Demographic and hormonal evidence for menopause in wild chimpanzees.

Bibliographic Collection: 
Publication Type: Journal Article
Authors: Wood, Brian M; Negrey, Jacob D; Brown, Janine L; Deschner, Tobias; Thompson, Melissa Emery; Gunter, Sholly; Mitani, John C; Watts, David P; Langergraber, Kevin E
Year of Publication: 2023
Journal: Science
Volume: 382
Issue: 6669
Pagination: eadd5473
Date Published: 2023 Oct 27
Publication Language: eng
ISSN: 1095-9203
Keywords: Animals, Demography, Female, Fertility, Gonadal Steroid Hormones, Gonadotropins, Humans, Longevity, Menopause, Pan troglodytes, Uganda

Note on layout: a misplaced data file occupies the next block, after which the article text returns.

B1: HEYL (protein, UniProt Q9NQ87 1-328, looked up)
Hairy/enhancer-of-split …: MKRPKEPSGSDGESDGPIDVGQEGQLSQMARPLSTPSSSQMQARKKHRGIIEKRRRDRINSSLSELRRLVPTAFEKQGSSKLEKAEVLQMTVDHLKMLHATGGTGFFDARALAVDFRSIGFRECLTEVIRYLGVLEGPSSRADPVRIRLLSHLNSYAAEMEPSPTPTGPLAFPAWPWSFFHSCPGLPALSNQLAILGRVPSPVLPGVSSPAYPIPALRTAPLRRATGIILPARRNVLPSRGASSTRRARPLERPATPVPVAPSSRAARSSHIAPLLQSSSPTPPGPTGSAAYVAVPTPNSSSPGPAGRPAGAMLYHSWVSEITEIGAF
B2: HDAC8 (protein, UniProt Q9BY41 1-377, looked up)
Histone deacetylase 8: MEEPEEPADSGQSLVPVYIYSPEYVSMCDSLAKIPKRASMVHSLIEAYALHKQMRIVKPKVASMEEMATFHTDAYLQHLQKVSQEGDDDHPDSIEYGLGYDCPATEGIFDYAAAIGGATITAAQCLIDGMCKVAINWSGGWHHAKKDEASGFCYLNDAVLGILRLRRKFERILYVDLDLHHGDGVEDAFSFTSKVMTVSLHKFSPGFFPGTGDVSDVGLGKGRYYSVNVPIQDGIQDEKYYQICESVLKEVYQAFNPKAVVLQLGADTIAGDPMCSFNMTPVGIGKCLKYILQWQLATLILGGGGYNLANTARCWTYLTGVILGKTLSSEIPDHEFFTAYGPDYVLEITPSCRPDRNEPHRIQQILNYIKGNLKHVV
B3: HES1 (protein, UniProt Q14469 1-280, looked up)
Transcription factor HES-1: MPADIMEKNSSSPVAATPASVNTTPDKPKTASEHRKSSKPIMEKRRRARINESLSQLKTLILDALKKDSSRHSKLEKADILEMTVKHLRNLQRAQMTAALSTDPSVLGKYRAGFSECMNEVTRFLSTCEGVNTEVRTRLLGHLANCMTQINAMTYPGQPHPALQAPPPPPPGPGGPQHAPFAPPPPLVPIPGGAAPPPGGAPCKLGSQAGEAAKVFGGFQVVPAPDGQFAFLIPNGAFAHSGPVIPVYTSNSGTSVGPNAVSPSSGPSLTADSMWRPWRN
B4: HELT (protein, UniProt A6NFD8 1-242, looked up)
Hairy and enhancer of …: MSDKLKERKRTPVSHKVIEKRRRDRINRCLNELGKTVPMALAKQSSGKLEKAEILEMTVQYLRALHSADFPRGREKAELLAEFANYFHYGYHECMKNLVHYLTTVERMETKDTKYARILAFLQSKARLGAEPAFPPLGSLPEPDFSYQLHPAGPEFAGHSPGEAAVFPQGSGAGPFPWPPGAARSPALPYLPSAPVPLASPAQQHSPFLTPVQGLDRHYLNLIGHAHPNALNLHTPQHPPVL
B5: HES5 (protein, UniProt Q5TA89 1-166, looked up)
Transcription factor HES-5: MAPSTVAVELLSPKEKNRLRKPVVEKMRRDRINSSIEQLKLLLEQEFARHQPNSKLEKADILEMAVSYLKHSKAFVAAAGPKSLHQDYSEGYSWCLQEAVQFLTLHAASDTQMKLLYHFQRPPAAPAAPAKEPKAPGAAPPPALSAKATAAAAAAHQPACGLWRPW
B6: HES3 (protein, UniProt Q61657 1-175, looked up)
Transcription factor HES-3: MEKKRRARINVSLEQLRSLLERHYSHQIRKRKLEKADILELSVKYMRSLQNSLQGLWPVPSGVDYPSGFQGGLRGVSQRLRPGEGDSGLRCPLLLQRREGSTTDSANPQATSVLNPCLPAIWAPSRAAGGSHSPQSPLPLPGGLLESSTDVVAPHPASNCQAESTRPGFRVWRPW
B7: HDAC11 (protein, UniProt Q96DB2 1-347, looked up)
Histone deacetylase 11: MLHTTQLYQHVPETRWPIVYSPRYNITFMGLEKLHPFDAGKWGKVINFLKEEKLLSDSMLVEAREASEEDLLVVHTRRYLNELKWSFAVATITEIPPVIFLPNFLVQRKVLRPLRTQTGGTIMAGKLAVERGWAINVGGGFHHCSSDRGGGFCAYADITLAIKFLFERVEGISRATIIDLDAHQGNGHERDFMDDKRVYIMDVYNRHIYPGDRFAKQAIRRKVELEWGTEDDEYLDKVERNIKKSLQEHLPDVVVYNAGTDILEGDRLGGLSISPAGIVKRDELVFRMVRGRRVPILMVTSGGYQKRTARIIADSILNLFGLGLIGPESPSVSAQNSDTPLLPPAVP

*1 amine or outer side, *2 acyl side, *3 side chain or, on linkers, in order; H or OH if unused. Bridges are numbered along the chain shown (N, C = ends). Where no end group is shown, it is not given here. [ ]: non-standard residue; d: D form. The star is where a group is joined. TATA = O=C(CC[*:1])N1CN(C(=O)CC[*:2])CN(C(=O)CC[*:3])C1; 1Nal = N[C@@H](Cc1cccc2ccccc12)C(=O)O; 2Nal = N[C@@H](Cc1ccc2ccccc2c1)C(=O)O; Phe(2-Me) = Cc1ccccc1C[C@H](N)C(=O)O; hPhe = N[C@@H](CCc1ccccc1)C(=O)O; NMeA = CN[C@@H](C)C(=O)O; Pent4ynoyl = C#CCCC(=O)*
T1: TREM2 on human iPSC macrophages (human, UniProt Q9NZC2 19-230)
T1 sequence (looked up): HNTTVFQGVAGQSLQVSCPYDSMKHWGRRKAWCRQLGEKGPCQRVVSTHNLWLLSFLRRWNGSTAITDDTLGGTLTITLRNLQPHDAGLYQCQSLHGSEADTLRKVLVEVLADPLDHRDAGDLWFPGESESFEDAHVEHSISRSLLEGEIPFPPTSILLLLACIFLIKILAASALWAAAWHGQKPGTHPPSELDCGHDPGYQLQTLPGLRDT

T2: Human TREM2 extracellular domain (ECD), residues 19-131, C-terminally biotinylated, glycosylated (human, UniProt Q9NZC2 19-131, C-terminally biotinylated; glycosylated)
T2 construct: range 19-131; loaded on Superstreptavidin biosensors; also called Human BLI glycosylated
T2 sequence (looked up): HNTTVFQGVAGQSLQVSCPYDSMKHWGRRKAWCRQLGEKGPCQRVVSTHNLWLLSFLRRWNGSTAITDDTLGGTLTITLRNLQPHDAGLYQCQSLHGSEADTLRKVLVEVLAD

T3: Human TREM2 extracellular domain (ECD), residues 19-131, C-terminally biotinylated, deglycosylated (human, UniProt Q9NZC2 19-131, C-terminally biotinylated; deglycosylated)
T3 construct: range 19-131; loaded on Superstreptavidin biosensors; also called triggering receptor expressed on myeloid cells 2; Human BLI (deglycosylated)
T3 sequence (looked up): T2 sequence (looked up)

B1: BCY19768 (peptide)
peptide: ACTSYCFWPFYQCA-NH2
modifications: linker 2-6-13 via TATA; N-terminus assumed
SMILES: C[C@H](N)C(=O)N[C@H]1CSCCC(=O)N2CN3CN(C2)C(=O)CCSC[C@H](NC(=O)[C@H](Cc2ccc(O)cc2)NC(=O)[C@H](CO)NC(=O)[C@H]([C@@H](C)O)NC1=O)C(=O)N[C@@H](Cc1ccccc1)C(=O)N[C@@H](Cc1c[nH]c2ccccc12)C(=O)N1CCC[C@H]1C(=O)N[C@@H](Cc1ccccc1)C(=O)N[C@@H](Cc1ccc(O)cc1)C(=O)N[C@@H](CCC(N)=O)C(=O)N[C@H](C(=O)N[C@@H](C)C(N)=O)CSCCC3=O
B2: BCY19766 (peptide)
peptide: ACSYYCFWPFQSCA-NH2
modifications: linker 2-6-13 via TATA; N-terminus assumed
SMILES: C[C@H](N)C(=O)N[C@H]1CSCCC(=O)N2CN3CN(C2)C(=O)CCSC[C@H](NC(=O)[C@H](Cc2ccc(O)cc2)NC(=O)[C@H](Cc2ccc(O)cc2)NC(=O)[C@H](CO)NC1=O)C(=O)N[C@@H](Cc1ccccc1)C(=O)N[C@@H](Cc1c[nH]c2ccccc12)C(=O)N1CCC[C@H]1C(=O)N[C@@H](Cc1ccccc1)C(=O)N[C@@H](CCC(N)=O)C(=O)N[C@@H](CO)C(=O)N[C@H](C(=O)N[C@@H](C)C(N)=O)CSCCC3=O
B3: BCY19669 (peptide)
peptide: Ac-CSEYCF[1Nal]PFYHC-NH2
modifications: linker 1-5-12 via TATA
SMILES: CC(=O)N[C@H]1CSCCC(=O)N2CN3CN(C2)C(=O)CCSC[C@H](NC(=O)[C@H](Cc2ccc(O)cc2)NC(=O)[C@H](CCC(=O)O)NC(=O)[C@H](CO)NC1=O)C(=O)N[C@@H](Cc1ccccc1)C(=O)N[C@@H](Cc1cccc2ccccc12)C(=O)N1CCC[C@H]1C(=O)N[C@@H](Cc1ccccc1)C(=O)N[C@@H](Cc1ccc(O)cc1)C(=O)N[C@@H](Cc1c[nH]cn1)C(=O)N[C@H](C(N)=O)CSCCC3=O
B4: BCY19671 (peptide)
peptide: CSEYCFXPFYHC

Among mammals, post-reproductive life spans are currently documented only in humans and a few species of toothed whales. Here we show that a post-reproductive life span exists among wild chimpanzees in the Ngogo community of Kibale National Park, Uganda. Post-reproductive representation was 0.195, indicating that a female who reached adulthood could expect to live about one-fifth of her adult life in a post-reproductive state, around half as long as human hunter-gatherers. Post-reproductive females exhibited hormonal signatures of menopause, including sharply increasing gonadotropins after age 50. We discuss whether post-reproductive life spans in wild chimpanzees occur only rarely, as a short-term response to favorable ecological conditions, or instead are an evolved species-typical trait as well as the implications of these alternatives for our understanding of the evolution of post-reproductive life spans.

DOI: 10.1126/science.add5473
Alternate Journal: Science